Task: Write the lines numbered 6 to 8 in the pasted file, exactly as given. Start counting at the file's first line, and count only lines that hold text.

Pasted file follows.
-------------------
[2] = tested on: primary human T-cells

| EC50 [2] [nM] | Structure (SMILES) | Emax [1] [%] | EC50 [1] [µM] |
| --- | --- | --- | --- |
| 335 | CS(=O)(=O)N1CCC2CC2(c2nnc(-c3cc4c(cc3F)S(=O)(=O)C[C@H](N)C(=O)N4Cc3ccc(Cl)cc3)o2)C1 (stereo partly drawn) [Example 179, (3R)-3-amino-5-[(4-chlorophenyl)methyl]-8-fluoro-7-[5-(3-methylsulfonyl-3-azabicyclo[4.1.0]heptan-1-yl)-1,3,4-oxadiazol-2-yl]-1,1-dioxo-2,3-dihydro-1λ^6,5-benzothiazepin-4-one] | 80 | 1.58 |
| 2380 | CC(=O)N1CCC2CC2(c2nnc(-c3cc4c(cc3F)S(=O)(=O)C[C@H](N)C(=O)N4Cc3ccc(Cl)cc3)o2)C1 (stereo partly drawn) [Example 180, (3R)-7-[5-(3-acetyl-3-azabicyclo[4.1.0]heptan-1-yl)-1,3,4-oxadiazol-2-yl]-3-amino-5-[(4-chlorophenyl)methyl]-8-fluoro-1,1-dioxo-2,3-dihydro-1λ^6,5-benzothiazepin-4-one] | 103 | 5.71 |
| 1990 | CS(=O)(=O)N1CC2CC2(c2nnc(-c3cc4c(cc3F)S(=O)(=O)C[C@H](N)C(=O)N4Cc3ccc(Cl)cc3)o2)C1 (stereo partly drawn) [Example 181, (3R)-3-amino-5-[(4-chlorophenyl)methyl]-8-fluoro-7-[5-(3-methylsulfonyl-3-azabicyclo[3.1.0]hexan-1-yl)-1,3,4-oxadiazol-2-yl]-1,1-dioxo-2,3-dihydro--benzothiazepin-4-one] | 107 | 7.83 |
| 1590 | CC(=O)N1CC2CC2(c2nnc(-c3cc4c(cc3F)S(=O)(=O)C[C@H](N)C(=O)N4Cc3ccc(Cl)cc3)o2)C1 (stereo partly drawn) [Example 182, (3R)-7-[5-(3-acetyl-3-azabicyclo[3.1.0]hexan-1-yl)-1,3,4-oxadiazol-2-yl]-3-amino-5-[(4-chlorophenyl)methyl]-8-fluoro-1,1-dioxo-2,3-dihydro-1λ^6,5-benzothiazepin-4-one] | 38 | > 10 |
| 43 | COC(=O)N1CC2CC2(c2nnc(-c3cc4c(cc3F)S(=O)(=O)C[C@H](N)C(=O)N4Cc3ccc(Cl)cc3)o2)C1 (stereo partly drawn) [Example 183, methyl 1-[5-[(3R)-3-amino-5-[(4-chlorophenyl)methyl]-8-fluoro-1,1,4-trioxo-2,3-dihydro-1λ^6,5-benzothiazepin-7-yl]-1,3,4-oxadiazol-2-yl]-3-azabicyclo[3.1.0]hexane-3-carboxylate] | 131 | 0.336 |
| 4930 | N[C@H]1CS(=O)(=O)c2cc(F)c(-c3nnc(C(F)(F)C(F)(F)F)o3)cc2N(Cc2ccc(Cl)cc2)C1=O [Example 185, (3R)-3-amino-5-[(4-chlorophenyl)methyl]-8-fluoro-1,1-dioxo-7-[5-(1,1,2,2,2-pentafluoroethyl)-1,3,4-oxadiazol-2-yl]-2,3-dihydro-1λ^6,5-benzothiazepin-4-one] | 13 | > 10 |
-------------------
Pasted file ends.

| 1990 | CS(=O)(=O)N1CC2CC2(c2nnc(-c3cc4c(cc3F)S(=O)(=O)C[C@H](N)C(=O)N4Cc3ccc(Cl)cc3)o2)C1 (stereo partly drawn) [Example 181, (3R)-3-amino-5-[(4-chlorophenyl)methyl]-8-fluoro-7-[5-(3-methylsulfonyl-3-azabicyclo[3.1.0]hexan-1-yl)-1,3,4-oxadiazol-2-yl]-1,1-dioxo-2,3-dihydro--benzothiazepin-4-one] | 107 | 7.83 |
| 1590 | CC(=O)N1CC2CC2(c2nnc(-c3cc4c(cc3F)S(=O)(=O)C[C@H](N)C(=O)N4Cc3ccc(Cl)cc3)o2)C1 (stereo partly drawn) [Example 182, (3R)-7-[5-(3-acetyl-3-azabicyclo[3.1.0]hexan-1-yl)-1,3,4-oxadiazol-2-yl]-3-amino-5-[(4-chlorophenyl)methyl]-8-fluoro-1,1-dioxo-2,3-dihydro-1λ^6,5-benzothiazepin-4-one] | 38 | > 10 |
| 43 | COC(=O)N1CC2CC2(c2nnc(-c3cc4c(cc3F)S(=O)(=O)C[C@H](N)C(=O)N4Cc3ccc(Cl)cc3)o2)C1 (stereo partly drawn) [Example 183, methyl 1-[5-[(3R)-3-amino-5-[(4-chlorophenyl)methyl]-8-fluoro-1,1,4-trioxo-2,3-dihydro-1λ^6,5-benzothiazepin-7-yl]-1,3,4-oxadiazol-2-yl]-3-azabicyclo[3.1.0]hexane-3-carboxylate] | 131 | 0.336 |